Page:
Put on the spot, Aviles leads way
Shortstop a hit at top of lineup
Jacoby Ellsbury last year established himself as the Red Sox’ undisputed leadoff hitter, producing an All-Star season in which he led the majors in extra-base hits (83) and total bases (364), becoming the first primarily leadoff man to do so since San Francisco’s Bobby Bonds had 341 in 1973.
So it was expected that manager Bobby Valentine would have a huge void to fill at the top of his lineup Saturday after Ellsbury was placed on the 15-day disabled list with a subluxation of his right shoulder.
In a 13-5 victory over the Rays before a Fenway Park crowd of 38,024, shortstop Mike Aviles did his best to fill that void, going 3 for 5 with a double and a solo homer that broke a 5-5 tie and sparked a three-run outburst in the seventh.
“It’s always a challenge anywhere you hit in this lineup, because I know how much we expect out of ourselves and I know how much the fans expect out of us,’’ said Aviles, who entered the game a .318 hitter in 45 career games batting leadoff.
Against the Rays, Aviles was the tip of the sword for an offense that battered four pitchers for 15 hits, including five homers.
“Honestly, it’s a privilege to hit anywhere in this lineup, because you always have protection,’’ said Aviles, noting how hitting in front of the likes of Dustin Pedroia, Adrian Gonzalez, Kevin Youkilis, and David Ortiz helped him get better pitches to hit. “And I was fortunate enough to get a couple of good pitches today.’’
It marked the second time this season that someone other than Ellsbury hit leadoff, with Nick Punto doing so last Sunday.
But in Aviles’s estimation, the most important hit on Saturday belonged to Jarrod Saltalamacchia, whose two-run homer in the second inning off Jeremy Hellickson helped jump-start the Sox after the Rays took a 4-0 lead in the first.
“We’re down, 4-0, and he cut the deficit in half,’’ Aviles said. “But with this kind of offense we know we can score four runs, especially early in the game like that. We just keep plugging away and plugging away and got a run here and got a run there.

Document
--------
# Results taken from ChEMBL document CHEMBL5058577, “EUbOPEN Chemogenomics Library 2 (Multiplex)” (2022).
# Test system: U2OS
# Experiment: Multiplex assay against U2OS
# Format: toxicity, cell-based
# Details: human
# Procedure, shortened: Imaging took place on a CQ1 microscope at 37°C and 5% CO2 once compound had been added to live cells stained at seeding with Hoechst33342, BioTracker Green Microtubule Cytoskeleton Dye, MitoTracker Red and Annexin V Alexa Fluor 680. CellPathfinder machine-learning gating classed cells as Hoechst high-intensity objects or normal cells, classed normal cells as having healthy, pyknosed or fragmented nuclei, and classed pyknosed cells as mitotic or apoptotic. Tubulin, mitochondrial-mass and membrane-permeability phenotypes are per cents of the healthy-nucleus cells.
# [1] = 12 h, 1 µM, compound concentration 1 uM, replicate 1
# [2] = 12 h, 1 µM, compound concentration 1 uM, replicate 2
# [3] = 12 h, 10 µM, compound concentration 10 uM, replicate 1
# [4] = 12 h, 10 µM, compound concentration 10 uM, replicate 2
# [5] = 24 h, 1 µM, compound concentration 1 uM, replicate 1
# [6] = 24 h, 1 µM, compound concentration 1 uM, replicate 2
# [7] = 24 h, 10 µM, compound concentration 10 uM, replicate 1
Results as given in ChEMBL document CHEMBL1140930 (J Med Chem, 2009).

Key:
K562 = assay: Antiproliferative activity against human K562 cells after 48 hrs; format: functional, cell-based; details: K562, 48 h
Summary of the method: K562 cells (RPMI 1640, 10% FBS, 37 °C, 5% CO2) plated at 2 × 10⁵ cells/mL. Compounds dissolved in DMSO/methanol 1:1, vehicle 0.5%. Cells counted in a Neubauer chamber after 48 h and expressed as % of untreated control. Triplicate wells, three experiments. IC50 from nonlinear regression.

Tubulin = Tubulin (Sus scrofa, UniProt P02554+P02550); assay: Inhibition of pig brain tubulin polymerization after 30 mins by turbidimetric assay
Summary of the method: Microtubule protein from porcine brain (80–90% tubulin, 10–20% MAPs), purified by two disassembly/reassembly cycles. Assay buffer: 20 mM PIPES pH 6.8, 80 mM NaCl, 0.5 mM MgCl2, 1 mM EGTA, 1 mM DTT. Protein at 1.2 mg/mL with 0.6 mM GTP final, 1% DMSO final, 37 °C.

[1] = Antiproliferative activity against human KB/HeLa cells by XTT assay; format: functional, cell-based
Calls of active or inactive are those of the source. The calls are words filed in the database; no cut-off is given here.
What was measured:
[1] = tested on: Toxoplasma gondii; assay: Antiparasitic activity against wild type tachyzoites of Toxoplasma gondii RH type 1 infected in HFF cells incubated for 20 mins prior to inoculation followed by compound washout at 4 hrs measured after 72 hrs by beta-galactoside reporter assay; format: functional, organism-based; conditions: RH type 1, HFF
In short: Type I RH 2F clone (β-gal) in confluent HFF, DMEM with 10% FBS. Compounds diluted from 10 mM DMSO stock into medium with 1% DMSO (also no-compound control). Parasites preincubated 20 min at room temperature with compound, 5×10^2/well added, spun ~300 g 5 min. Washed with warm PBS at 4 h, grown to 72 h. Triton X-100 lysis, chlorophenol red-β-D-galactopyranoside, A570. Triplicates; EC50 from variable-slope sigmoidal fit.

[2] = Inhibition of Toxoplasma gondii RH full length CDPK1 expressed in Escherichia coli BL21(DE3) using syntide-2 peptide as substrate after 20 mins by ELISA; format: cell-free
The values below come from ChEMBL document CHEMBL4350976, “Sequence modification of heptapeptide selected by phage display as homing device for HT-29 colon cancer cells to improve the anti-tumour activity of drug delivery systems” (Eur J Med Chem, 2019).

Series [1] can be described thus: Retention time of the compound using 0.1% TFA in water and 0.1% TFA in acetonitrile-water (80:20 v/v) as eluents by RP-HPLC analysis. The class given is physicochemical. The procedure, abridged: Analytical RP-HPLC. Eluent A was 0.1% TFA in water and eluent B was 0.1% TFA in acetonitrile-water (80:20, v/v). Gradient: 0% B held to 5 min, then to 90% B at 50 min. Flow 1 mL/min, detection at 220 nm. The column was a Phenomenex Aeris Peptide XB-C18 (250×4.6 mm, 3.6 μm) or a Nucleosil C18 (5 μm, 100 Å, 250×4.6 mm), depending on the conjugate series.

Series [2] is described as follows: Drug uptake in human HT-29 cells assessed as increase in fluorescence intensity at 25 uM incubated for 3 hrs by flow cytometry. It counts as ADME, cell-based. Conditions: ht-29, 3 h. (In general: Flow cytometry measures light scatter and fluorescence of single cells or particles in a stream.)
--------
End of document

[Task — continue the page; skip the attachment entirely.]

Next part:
But Saltalamacchia reciprocated, citing Aviles’s homer as the hit that put the Sox ahead to stay, 6-5, delivering Clay Buchholz his first win.
“That was huge,’’ Saltalamacchia said. “I mean, we were trailing the whole game and Buch was working his butt off trying to keep us in that game, and with our offense you can never count us out. So when he hit that home run and we took that lead, we wanted that one for Buch, because he stayed in that game for us and kept pitching great.’’
Aviles, who had lined out to right with the bases loaded in his previous at-bat in the fourth, wasn’t certain if his homer had enough oomph to clear the wall in left.
“I’m used to the spring training field [at JetBlue Park in Fort Myers, Fla.] where the wall is probably about 5 feet higher,’’ Aviles said. “So the second I hit it, I was running hard because I was like, ‘I got to get to second base,’ so we could get in scoring position to get that run.’’
But when he rounded first and saw umpire Brian Gorman signal a homer, “I was like, ‘All right, that works, too,’ ’’ Aviles said.
Even though it was the first time this season he hit leadoff, Aviles didn’t make any substantive changes in his plate approach.
“No, I actually don’t change, regardless of where I’m hitting,’’ he said. “In the past when I have changed my approach, I’ve found myself [down] 0-2 a lot quicker. I try to stay aggressive in the zone, that’s the only difference.
“In the top part of the lineup, I just try to be aggressive in the zone and try to really bear down and get a pitch I know I can drive and really try to take advantage of it.’’
So, did hitting leadoff suit him well?
“Yeah, today it did,’’ Aviles said, breaking into a wide smile. “When the offense is clicking like that, I have no problems with that. It definitely worked out well.’’
But with Valentine noncommittal, Aviles was not expecting to cement the spot as his own.
“I will come in tomorrow and check that board,’’ Aviles said. “If I’m [batting] ninth then that’s fine, too.’’
Michael Vega can be reached at email@example.com.